President Obama’s Program to Provide E-books to Poor Students

June 18, 2015

Unlocking Word Meanings

Read the following words/expressions found in today’s article. 

1. initiative / ɪˈnɪʃ i ə tɪv / (n.) – a program that will help achieve a specific target
Example: The mobile library was an initiative done to encourage people to read.

2. access /ˈæk sɛs / (n.) – the permission to use something
Example: I don’t have access to the library’s database.

3. broadband / ˈbrɔdˌbænd / (n.) – an electronic network that carries Internet signals
Example: The school has high-speed broadband.

4. comprehend / ˌkɒm prɪˈhɛnd / (v.) – to understand the meaning of something
Example: Michael could not comprehend what he read.

5. disrupt / dɪsˈrʌpt / (v.) – to cause interruption
Example: Angela came and disrupted Amy’s reading time.


Read the text below.
President Barack Obama has launched an initiative that will provide e-books to students from low-income families.

With this initiative, low-income students will receive $250 million worth of free e-books from major book publishers. Using the technology developed by the New York Public library, students will have access to various e-books that will be useful in studying. This idea came at a time when more schools and libraries in poor communities have gained access to the Internet.

This initiative is linked with Obama’s ConnectEd program. This two-year-old program aims to improve education by making broadband Internet more accessible. By 2018, the program specifically targets to provide Internet access to 99% of American students.

The ConnectEd program started in June 2013. Since then, it has received more than $2 billion from private companies to help achieve its target. Among them are Apple, AT&T, Adobe, Microsoft, Verizon, Prezi, Sprint, and Autodesk.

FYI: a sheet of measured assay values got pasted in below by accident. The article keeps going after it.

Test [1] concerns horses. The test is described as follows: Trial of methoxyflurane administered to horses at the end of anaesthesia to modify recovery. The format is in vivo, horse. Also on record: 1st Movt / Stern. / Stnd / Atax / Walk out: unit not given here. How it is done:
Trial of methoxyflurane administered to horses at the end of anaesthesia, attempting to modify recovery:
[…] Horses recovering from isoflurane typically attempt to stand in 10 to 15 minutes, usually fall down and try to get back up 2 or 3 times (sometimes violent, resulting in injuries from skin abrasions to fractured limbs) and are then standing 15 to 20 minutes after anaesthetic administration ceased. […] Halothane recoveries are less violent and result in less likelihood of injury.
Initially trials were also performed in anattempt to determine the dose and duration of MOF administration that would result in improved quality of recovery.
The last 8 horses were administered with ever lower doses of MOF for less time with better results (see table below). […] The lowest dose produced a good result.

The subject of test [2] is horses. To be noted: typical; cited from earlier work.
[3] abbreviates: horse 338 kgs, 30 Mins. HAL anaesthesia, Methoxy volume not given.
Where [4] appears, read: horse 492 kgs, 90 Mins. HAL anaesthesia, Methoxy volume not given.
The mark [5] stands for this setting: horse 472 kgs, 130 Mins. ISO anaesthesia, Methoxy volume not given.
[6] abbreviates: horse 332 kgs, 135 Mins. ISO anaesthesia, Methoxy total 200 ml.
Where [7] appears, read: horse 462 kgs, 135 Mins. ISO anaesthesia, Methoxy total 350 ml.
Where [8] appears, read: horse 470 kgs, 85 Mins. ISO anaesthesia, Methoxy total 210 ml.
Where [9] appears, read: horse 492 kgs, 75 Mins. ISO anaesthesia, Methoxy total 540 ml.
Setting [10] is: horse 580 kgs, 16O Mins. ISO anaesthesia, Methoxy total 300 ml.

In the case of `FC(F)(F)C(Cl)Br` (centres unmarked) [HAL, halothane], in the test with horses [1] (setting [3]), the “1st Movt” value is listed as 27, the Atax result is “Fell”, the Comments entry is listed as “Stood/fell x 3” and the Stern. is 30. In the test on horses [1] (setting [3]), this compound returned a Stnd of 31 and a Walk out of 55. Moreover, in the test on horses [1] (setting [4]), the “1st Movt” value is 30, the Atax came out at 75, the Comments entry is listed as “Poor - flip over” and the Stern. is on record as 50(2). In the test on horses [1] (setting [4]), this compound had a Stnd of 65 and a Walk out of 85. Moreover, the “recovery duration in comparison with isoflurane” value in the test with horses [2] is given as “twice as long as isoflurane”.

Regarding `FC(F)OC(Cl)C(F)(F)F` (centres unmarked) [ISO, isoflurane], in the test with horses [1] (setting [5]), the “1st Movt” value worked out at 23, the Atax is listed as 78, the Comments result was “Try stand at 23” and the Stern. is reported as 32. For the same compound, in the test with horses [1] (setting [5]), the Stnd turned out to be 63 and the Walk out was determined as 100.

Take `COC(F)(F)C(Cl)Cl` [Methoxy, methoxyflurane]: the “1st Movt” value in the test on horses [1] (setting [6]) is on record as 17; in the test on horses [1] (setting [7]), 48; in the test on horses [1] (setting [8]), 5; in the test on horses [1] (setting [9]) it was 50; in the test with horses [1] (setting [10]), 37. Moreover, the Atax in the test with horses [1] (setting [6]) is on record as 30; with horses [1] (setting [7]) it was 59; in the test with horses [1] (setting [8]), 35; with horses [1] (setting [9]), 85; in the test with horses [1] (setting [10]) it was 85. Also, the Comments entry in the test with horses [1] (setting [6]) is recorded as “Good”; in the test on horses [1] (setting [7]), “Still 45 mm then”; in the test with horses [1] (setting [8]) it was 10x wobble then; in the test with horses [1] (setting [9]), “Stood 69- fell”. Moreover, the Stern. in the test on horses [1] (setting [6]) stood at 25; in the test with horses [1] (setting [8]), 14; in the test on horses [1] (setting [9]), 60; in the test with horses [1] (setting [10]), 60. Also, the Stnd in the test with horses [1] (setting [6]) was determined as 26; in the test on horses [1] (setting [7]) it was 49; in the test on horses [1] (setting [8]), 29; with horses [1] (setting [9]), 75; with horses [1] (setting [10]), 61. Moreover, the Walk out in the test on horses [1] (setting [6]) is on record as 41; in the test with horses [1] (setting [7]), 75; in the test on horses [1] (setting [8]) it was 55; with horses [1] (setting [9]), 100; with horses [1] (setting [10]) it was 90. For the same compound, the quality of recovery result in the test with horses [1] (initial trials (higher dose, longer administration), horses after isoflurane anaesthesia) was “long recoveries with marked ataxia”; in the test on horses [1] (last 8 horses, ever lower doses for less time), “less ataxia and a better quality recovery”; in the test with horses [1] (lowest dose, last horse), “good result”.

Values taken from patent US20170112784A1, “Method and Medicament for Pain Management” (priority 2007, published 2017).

Providing e-books is convenient for students. However, using e-books also has disadvantages. According to professors from West Chester University, students who used e-books were able to comprehend less than those who used printed books. Another professor from Temple University said that e-books are prone to technical problems, which may disrupt class discussions. Since reading e-books entails the use of technological devices, students can also get distracted by other things on the Internet.

Despite these disadvantages, some students still prefer e-books to printed books, as e-books are cheaper and easier to carry.

Viewpoint Discussion

Enjoy a discussion with your tutor.  

Discussion A

·         Do you think this initiative will also be useful and feasible in your country? Why or why not?
·         Do you agree that making the Internet accessible is needed to improve education? Why is that so?

Discussion B

·         Apart from those mentioned, what can be the other disadvantages of using e-books?
·         In your opinion, will e-books completely replace printed books in the future? Please explain your answer.

June 18, 2015